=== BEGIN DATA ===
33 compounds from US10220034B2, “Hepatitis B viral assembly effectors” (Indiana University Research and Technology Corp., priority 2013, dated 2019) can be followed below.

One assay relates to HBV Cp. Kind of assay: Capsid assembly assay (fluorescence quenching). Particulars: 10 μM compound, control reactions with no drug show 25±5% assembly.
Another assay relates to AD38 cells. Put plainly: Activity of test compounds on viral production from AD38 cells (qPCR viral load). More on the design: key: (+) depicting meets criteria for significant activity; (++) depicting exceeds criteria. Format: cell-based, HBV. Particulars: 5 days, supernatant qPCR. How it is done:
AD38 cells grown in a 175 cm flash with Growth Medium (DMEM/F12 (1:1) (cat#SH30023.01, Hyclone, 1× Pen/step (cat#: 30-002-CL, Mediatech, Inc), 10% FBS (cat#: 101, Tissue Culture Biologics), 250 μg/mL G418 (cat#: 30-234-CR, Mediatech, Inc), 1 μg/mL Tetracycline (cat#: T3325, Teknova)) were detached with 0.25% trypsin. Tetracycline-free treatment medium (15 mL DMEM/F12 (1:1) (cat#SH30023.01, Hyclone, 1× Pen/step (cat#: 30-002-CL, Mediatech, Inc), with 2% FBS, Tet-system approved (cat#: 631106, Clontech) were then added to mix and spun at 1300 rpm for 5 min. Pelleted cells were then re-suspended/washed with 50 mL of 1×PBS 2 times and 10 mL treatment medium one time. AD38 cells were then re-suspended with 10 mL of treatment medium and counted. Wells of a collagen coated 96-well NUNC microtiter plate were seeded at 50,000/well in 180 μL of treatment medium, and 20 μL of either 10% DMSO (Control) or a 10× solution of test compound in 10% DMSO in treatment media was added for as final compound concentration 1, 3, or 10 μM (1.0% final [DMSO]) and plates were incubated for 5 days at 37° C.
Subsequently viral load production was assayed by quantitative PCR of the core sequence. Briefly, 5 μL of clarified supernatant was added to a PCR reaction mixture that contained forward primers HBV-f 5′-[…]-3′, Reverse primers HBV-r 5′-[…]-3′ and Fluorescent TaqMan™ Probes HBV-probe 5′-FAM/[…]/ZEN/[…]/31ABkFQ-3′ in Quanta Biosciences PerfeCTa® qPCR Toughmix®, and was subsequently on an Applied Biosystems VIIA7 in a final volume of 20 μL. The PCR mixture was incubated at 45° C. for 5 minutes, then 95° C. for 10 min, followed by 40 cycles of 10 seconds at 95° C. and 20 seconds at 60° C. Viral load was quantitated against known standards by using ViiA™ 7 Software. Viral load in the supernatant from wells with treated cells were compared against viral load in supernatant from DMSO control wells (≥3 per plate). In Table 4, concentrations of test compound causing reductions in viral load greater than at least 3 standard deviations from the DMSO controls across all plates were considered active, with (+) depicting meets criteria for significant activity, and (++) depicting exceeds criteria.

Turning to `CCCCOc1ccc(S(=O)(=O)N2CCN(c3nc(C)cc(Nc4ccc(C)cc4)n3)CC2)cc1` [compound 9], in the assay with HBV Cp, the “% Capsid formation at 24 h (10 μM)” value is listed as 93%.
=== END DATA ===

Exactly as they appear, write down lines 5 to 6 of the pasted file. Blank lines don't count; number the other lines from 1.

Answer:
Subsequently viral load production was assayed by quantitative PCR of the core sequence. Briefly, 5 μL of clarified supernatant was added to a PCR reaction mixture that contained forward primers HBV-f 5′-[…]-3′, Reverse primers HBV-r 5′-[…]-3′ and Fluorescent TaqMan™ Probes HBV-probe 5′-FAM/[…]/ZEN/[…]/31ABkFQ-3′ in Quanta Biosciences PerfeCTa® qPCR Toughmix®, and was subsequently on an Applied Biosystems VIIA7 in a final volume of 20 μL. The PCR mixture was incubated at 45° C. for 5 minutes, then 95° C. for 10 min, followed by 40 cycles of 10 seconds at 95° C. and 20 seconds at 60° C. Viral load was quantitated against known standards by using ViiA™ 7 Software. Viral load in the supernatant from wells with treated cells were compared against viral load in supernatant from DMSO control wells (≥3 per plate). In Table 4, concentrations of test compound causing reductions in viral load greater than at least 3 standard deviations from the DMSO controls across all plates were considered active, with (+) depicting meets criteria for significant activity, and (++) depicting exceeds criteria.

Turning to `CCCCOc1ccc(S(=O)(=O)N2CCN(c3nc(C)cc(Nc4ccc(C)cc4)n3)CC2)cc1` [compound 9], in the assay with HBV Cp, the “% Capsid formation at 24 h (10 μM)” value is listed as 93%.